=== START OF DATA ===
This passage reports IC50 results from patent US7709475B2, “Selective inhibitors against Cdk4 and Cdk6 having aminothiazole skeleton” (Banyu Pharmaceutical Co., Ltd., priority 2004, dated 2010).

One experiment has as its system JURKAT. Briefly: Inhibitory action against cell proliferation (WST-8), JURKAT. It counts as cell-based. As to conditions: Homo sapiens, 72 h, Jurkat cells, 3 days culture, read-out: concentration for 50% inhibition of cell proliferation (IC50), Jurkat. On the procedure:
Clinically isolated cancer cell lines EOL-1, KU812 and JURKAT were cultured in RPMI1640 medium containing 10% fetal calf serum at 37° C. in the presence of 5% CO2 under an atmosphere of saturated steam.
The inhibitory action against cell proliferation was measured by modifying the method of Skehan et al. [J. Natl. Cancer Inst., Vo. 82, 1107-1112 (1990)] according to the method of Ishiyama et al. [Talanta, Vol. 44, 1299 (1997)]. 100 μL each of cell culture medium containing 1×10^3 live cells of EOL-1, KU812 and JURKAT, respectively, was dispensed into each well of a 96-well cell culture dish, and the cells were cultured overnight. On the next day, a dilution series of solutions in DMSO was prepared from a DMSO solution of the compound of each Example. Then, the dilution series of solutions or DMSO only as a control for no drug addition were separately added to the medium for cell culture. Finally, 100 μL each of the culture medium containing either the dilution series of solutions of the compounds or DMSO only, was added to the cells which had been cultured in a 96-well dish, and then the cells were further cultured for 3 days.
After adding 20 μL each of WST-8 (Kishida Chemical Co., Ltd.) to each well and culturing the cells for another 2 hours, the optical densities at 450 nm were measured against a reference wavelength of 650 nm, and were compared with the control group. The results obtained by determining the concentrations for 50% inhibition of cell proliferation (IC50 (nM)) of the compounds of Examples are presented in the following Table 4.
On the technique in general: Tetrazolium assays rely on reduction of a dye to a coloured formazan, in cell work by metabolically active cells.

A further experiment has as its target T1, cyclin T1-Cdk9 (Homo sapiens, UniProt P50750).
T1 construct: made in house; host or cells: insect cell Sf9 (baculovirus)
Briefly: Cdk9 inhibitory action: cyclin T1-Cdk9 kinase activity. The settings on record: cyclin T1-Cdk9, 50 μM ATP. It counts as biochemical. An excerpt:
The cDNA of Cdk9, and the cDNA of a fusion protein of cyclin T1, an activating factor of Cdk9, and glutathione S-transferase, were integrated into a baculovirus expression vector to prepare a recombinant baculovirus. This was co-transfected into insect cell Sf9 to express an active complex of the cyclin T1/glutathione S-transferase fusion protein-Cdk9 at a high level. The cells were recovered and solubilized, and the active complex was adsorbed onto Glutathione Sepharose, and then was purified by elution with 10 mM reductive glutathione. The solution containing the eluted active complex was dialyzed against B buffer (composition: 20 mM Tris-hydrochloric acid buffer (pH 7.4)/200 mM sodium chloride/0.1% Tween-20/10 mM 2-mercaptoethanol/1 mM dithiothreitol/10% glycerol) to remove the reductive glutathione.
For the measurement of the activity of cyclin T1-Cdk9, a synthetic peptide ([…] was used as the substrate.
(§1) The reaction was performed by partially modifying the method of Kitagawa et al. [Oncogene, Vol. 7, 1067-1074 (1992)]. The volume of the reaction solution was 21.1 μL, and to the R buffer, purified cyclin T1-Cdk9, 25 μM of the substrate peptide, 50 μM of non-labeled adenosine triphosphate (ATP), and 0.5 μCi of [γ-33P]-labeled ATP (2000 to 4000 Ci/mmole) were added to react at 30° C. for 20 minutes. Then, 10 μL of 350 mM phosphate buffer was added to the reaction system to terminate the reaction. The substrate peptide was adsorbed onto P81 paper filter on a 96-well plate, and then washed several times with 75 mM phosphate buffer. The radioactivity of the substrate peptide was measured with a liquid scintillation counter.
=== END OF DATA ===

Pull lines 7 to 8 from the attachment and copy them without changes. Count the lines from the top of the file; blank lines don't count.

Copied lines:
A further experiment has as its target T1, cyclin T1-Cdk9 (Homo sapiens, UniProt P50750).
T1 construct: made in house; host or cells: insect cell Sf9 (baculovirus)